General Question

Trustinglife's avatar

How to deal with overweight family member?

Asked by Trustinglife (6584 points ) October 22nd, 2008 from iPhone

A friend of mine has a son whose wife recently gave birth. The daughter-in-law was overweight to begin with, and is now even heavier. My friend is quite concerned about her, especially since they plan on having another child soon. My friend has concerns about a second child being overweight, as well as her son having a roving eye. That wouldn’t be good for anyone!

My friend doesn’t want to bring it up with her daughter-in-law, and doesn’t know what to do. I suggested she ask the collective. Does anyone have a perspective on this that might help her deal with the situation or ease her mind. She’s really concerned about it. Thanks!

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47 Answers

cheebdragon's avatar

Tell your friend to stay out of it.

Nimis's avatar

Even if your friend has her daughter-in-law’s best interest (in the long run) in mind,
it’s not going to be received particularly well coming from the mother-in-law.

Best for your friend’s son to do something of his own accord.
Perhaps motivate both of them to go to the gym together?
That way it’s about both of them and not one pointing their finger at the other.

asmonet's avatar

This is the daughter-in-law’s and the son’s issue. It is not your friends or subsequently your business. Speaking as a girl who has dealt with weight issues being brought up by family members, despite their intentions it is not going to be received well.

I assume the girl has a functioning brain, she knows what she looks like and feels like and so does her husband if they are happy and within healthy limits there is no problem, if they are happy and not healthy, it’s their problem if they are sad and unhealthy again, THEIR problem.

If your friend is concerned with the children just be healthy and teach them healthy lessons when they are old enough without condemning their mother’s choices while you do it. Be supportive and set a positive example.

If your friend can’t shoosh and be the supportive role model she is to her son and new daughter and their family, the only option available to her ever is speaking to her son about a legit worry over her daughter-in-law’s health, I wouldn’t mention the children or the roving eye. Those both may send the message you think neither of them is good enough for the roles they have – husband or parent – because of their weight. Which is ridiculous.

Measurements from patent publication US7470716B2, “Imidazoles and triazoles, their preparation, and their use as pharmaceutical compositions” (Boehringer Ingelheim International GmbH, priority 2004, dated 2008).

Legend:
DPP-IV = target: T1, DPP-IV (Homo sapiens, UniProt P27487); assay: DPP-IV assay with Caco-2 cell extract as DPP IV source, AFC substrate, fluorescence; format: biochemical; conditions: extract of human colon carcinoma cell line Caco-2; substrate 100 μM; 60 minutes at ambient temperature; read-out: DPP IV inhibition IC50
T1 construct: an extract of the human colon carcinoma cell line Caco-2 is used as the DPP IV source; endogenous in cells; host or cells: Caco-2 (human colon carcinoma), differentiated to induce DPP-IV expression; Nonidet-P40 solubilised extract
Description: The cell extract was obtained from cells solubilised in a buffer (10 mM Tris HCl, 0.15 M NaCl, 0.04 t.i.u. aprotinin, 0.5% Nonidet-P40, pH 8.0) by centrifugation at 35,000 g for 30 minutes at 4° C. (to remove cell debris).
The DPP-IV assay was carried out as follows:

Besides, she recently gave birth. Give her some time to return to her comfortable weight, some women lose it in a month, some women lose the weight in a few years. It’s not your friend’s body so she can’t really judge the time frame.

i sound kinda bitter… not really my intention

Nimis's avatar

While diet can affect weight and any offspring you may be carrying,
I don’t think the woman’s current weight will be passed along so much
as her genetic predisposition to be within a certain weight range?
Though (maybe not weight, but) I imagine her current health may affect her offspring in the long run?

Regardless though, this is not the time to be mentioning this.
Imagine carrying a human being in your womb for nine months,
then have it pulled out screaming in a bloody, pain-filled mess.
Your body would not be in the best shape either.

If after this ordeal, someone even passingly mentioned that I should get on a treadmill,
I would totally punch them in the dick (and not in a congrats on reaching 10K way either.)
Or whatever the female equivalent of that would be. I am an equal opportunity puncher.

asmonet's avatar

@Nimis: Kick/punch in the ovaries. Slap in the tit.